Cutters pitchers improving
Nelson Prada has been saying it since media day, before Williamsport ever played a game this season. If the Crosscutters can just get adequate pitching, this Crosscutters team is capable of winning a lot of baseball games.
With the third-best offense in the New York-Penn League, no statement has ever been truer. And six games into the month of July, William-sport is starting to see the potential of its pitching staff come to light.
Even in a 3-1 loss to State College on Wednesday night, the coaching staff and players shrugged off the loss as just one of those days in baseball where nothing goes your way. The Cutters pitched well enough and hit the baseball hard, but couldn’t string things together.
But the well-pitched game from starter Drew Anderson and three relievers was what was most exciting for the team. It was a big step toward the Cutters being the complete team the guys in the clubhouse believe it to be.
“It’s gotten a lot better recently. The pitchers are a whole have gotten a lot of confidence,” Cutters reliever Lee Ridenhour said after tossing a scoreless, seven-pitch inning Wednesday. “We’ve had some small meetings here and there just to talk about some things like tempo, timing and what we want to do with fastballs. I feel like everyone is getting on the same page with everything.”
For the first week to 10 days of the season, the biggest problem for Williamsport pitchers was getting ahead in the count. Constantly pitching from behind led to 9.7 hits per nine innings and a .273 opponents batting average through the month of June.
The Cutters allowed 3.7 walks per nine innings, helped by a strong final five to seven days of the month.
But since the calendar has turned, the staff has improved in almost every statistical category. Its hits per nine innings is down to 7.83. Its allowing just .43 runs per inning instead of .59, and opponents are hitting just .234.
Small sample size? Yes. Encouraging nonetheless? Absolutely.
“Fastball command is very important. Getting that first guy out is very important,” Ridenhour said. “But mainly locating that fastball and getting over for a strike. In hitters’ counts if you have to go to a fastball, the results usually aren’t that good.”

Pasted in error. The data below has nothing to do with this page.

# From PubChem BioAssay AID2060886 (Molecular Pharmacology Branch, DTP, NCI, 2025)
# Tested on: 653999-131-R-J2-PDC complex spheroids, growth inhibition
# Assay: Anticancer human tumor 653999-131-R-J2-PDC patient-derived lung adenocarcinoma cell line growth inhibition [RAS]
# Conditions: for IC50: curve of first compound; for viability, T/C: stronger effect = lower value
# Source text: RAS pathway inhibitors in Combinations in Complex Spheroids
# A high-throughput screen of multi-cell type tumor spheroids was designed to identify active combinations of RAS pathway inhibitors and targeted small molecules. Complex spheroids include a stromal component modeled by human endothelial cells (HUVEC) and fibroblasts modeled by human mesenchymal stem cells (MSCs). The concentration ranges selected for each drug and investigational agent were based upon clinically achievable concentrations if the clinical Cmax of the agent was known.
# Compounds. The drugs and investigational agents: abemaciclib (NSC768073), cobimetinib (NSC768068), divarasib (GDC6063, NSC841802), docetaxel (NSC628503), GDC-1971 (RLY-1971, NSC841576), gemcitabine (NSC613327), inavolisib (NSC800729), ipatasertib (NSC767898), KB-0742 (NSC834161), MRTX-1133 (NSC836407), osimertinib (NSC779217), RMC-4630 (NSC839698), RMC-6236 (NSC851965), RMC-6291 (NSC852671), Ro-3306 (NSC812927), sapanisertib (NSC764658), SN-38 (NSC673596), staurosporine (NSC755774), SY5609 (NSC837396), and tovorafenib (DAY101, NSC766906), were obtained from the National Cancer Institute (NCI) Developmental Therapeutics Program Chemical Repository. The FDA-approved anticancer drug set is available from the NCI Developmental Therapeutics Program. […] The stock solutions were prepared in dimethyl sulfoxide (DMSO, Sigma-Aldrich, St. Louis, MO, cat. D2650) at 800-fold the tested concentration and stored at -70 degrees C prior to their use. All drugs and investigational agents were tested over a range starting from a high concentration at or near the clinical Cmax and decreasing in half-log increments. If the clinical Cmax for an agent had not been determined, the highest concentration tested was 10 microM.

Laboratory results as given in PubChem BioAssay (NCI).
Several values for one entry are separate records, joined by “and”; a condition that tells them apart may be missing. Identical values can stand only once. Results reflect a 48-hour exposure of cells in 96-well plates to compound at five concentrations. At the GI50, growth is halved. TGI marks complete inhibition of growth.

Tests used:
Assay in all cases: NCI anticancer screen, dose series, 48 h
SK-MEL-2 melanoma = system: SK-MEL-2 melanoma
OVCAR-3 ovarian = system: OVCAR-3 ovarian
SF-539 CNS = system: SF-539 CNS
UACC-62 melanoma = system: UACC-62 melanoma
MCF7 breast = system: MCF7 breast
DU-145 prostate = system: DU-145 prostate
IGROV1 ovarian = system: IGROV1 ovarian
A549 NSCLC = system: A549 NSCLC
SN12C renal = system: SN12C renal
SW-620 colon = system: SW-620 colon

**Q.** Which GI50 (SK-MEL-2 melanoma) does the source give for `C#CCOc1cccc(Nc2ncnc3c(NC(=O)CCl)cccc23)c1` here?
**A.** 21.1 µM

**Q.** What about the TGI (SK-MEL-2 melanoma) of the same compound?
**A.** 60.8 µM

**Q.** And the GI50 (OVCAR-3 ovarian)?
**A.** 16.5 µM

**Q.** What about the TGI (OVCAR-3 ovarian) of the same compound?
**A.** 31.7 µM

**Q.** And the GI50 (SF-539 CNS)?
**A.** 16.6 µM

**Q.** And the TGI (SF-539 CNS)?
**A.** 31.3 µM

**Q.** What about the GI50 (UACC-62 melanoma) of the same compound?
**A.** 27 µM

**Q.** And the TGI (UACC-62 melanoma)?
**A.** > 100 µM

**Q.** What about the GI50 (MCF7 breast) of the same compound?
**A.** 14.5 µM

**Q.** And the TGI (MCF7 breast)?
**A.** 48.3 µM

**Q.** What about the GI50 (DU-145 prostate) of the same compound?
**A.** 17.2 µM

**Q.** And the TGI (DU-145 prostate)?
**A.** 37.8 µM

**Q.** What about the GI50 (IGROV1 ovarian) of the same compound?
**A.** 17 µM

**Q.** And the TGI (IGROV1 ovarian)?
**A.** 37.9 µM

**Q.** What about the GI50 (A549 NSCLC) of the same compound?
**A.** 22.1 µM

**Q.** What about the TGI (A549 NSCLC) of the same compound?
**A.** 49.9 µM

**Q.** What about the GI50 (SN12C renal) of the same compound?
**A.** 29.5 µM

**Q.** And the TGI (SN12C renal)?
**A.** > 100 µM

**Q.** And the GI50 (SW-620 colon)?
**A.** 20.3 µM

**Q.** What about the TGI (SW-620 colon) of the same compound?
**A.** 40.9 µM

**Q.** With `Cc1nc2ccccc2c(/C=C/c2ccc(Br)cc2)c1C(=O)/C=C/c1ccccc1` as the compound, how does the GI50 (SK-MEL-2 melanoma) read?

Just take a look at Ridenhour’s latest outing as the blueprint for how pitching coach Les Lancaster wants his staff to pitch. First-pitch strikes to two of the three batters he faced. Around the plate to all three batters, inducing three weak-contact outs.
Better production from the Williamsport starting rotation has led to outings by bullpen members that last just an inning, two at the most. In six games in July prior to Sunday’s scheduled series opener against Auburn, three times the starter has gone at least five innings.
Two of the three times the starter didn’t go five innings, it was because they were on limited pitch counts and went four innings. The only short start from a rough outing came from Mitch Gueller who struggled his way through 2 2/3 innings in a series-opener against State College.
“We’re getting in the swing of the season, the rotation, what pitchers are throwing and what pitchers have,” Ridenhour said. “Even getting a feel for the catching and what type of pitches they like. Every day we’re getting a little bit more confidence and, and if there is a shaky outing, we just sit back and reevaluate.”
The Cutters did their first bit of shuffling with the pitching staff last week when it removed Josh Warner from the rotation. After posting an ERA near six in nine starts between Lakewood and Williamsport this year, he’s getting a chance to right the ship in the bullpen.
His first outing was a success, striking out two in an inning Wednesday against State College. He was able to better utilize his curveball in a one-inning stint, with both his strikeouts coming looking at the sweeping hook.
Julio Reyes was moved into Warner’s spot in the rotation and allowed just one run and two hits in four innings, striking out six.
“In this game, you have to trust everybody in different positions,” Prada said. “(Warner) got an opportunity to start games and someone else has the opportunity now and he had to go to the bullpen. As a pitcher, as long as you have a uniform on, you pitch. He’s going to get his opportunity out of the bullpen.”